(a.k.a. "The Bipi")
23rd - 25th, 2007
We need to head away from Nargana, so we could swim
and make some water – those are things you don’t do where the
bathrooms are right over the water.
We found a great island in the Panama Guide Book for snorkeling
and it was still close to Nargana, but far enough away that water would
be clean. Great!
Dupsormulubipi, or just “Bipi” as we liked to
call it, was about an hour northwest of Nargana.
We anchored in about 8ft of water only 10ft off of the island,
and donned our snorkel gear and headed out to explore the reef. Just off of the boat, we were enveloped by incredible schools
of billions of baitfish. The
baitfish were a massive wall - all lined up and stacked in an almost
barricade between the reef and us.
The closer we swam to the huge school, the more confused the fish
would get and swarmed in unison all around us.
We were all praying that no larger fish would come through and
feed on us as we were passing through it, but eventually we broke
through the wall of fish, there was an incredible reef on the other
side. It was the most
beautiful and healthy reef that we had ever seen. Tremendous fan corals, elkhorn corals, brain corals and many
different corals that we could not even identify. Around the island was a wall of coral, in some places at
least 70 ft deep. There
were many ledges and caves, perfect for hiding the massive amounts of
reef fish that we got to see. There
were Queen Angelfish, large Yellow and Red tail Snappers, an amazing
Goliath Grouper who must have weighed 20lbs, Spiny Lobster and much,
much more! This reef was so
incredible we went back to Dupsormulubipi 3 different times.
Walter's time on Stray Cat was coming to an
end, and we had made arrangements with Federico to have Walter fly out
to Panama City on Tuesday morning at 6:30am. Capt Mark took him to the airport at El Corazon in the dinghy
around 6:15am. Mike
realized shortly after they left, that Walter had forgotten the very
expensive charger for his video camera, and we had no way to get it to
him. Walter was leaving for Moscow the day he returned to NYC, and
him leaving without that charger would be a major inconvenience, for him
and for the crew of Stray Cat.
After about 20 minutes of trying Mike was able to flag down a
cayuco and hitch a ride out to Corazon just before the plane took off,
with Walter and his camera charger, Yeah!!
Walter was a lot of fun and very entertaining.
We got a Russian perspective on a lot of subjects and it was very
interesting to watch a professional filmmaker at work.
It was great to be able to keep such a great record of our
journey and we are looking forward to the film that he will produce
about that leg of the trip.
After Walter's departure, we had one last night on
Nargana and one last meal at Nali’s.
After saying goodbye to all of our new found Kuna friends, we
headed northeast, as we wanted to try another snorkel spot – one that
was rated one of the best in the San Blas, Gannirguinnitdup.
Another bonus was that we were able to make water and do some
laundry at the newest snorkel spot.
We snorkeled around the island, which had quite a
strong current and surge. There
was a huge reef around the island, but it was only a few inches deep.
We saw many rock ledges where lobsters and octopus like to hide
out and there were plenty of Kunas fishing and diving all around us.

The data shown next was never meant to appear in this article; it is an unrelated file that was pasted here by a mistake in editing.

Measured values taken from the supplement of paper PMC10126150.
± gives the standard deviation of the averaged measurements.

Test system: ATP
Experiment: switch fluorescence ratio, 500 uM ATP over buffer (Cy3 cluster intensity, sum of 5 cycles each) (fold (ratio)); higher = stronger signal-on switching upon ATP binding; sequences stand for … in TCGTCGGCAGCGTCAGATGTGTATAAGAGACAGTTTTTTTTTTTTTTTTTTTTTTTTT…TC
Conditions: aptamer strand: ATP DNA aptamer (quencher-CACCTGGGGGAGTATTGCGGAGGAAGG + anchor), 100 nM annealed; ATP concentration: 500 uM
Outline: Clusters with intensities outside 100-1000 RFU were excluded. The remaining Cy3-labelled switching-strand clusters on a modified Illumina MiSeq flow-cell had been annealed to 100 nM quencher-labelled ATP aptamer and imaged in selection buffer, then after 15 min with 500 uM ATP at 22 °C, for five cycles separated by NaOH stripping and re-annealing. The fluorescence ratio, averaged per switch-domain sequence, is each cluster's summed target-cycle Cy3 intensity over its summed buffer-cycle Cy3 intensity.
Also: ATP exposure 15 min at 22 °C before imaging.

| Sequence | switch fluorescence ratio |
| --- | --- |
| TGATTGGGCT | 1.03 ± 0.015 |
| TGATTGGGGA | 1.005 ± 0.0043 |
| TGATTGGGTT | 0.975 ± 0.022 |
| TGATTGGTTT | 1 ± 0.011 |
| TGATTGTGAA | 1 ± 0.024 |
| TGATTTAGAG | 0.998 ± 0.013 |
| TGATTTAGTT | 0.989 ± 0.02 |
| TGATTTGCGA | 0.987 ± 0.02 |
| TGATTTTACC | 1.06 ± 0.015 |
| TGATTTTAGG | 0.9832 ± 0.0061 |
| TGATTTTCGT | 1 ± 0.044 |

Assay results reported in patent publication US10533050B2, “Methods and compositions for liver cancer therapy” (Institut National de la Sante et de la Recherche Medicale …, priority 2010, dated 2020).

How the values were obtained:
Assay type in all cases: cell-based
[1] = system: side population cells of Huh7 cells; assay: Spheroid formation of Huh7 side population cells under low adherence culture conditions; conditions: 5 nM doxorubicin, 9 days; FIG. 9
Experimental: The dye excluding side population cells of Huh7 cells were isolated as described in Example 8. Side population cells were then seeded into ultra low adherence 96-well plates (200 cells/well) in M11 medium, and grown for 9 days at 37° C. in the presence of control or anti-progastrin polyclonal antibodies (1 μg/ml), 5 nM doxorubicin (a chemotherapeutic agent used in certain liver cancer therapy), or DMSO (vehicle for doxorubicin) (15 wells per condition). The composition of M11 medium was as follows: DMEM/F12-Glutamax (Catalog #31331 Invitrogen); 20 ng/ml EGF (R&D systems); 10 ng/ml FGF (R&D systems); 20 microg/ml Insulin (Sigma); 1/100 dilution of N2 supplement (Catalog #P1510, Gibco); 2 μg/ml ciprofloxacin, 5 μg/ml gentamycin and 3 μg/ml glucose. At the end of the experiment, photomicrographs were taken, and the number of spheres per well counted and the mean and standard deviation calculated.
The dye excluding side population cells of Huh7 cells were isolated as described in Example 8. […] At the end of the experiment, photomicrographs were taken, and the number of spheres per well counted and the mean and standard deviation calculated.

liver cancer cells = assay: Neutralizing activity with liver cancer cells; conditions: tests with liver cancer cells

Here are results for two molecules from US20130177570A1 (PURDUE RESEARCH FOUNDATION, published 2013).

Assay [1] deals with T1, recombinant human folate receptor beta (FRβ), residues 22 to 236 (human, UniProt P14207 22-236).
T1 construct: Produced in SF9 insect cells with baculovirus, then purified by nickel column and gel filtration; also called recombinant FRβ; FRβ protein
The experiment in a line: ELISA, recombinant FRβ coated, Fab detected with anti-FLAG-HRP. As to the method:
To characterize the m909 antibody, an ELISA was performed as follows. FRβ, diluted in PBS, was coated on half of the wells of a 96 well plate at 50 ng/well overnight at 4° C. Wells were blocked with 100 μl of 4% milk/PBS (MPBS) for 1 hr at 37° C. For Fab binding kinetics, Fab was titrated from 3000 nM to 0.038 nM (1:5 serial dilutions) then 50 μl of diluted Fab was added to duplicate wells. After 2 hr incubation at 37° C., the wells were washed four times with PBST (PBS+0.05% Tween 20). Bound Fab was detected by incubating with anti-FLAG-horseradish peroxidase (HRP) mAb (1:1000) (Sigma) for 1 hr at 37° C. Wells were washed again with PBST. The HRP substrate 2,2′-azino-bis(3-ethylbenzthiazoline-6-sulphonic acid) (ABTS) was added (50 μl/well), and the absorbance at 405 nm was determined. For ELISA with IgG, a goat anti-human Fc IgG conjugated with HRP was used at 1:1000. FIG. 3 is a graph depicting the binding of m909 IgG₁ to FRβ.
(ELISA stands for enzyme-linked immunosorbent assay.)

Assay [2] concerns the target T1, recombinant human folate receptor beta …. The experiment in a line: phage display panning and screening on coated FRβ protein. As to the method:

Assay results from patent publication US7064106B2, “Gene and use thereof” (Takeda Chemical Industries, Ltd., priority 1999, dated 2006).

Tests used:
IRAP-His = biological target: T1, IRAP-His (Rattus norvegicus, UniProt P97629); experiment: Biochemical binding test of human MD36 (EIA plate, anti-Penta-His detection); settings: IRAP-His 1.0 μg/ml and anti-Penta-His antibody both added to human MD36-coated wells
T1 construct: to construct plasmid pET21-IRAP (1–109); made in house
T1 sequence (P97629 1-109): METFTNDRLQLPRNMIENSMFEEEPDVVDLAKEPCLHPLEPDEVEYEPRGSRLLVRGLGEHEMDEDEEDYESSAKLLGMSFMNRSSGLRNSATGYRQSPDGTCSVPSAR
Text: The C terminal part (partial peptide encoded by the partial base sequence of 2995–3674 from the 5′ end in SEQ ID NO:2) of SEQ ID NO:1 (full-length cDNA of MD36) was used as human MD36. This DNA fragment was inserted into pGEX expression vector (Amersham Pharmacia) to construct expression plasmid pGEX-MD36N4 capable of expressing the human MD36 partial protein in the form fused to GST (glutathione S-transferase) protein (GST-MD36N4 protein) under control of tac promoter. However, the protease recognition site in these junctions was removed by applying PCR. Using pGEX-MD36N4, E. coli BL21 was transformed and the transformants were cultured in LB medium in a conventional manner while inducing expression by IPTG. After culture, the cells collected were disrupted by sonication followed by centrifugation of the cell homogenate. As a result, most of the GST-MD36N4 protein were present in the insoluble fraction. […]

We were a little disappointed, as most of the coral looked dead
and we found tons of sea biscuits and sea urchins also dead.
We did pass a couple of coral heads on the swim back to the boat,
with gorgeous and curious fish. Some
of them would swim right between your legs checking you out.
After snorkeling we decided it was time to head West, beginning
our journey toward Colón.
Anchor boy doing his job as we approach another deserted
Great snorkel spot
Paradise aka.. Dupsomulubipi the best snorkeling and coral
reefs so far
We anchored in about 8ft of water just off of Dupsomulubipi
Mike with Bipi in the background
There was a great reef around the entire island
Dupsormulubipi or "bipi" for short
Bipi had the BEST reef with tons of coral and
fish, we swam the reef at least 3 different times
The dinghy at Bipi
There were billions of small feeder fish and we had to swim
through the schools
They would all change direction in unison
We hoped there were not any larger fish feeding on this bait ball
as we had to swim through it many times
Elkhorn coral with blue headed wrasse's
A huge school of Blue Tangs, with Parrotfish and Sergeant
Majors, there was a hierarchy within the school that was exciting to watch
Some of the fan coral was 4ft high and 3ft wide it was an
extremely healthy reef
More Elkhorn coral
The gorgeous angelfish we are not sure of the exact type, most
fish would be in the exact same coral head or area everyday we snorkeled
Walter found a hermit crab that had made a home from a
discarded Bahamian Conch Shell
Sea Biscuit found near bipi
Sea Urchins were everywhere, alive & dead
All of the bumps you see on the shell were once the long black
spines, like that of a porcupine
Bottom side of the Sea Urchin
Cangrejos & Langostas - Crabs and Lobsters, local
fisherman came by the boat everyday to sell us seafood and most of the time we
took them up on it, average price for a lobster was $3ea
A dead crab we saw while snorkeling
A shoe fish!
A Starfish in the shallow water and sea grass, we would see
tons of Starfish at deeper depths from 20-40ft, notice the circular pattern dead
One of the gorgeous corals on Bipi, the colors were stunning!
A type of Angelfish
The only Angelfish we saw of this color
A pelican at Dupsormulubipi
Walter and his friend Crabby
Walter on Dupsormulubipi
Last night on Dupsormulubipi at sunset
Walter's final photo shoot
Stray Cat at Sunset
Gorgeous Sunset at Bipi
Stray Cat at anchor on Bipi
Stray Cat in the swells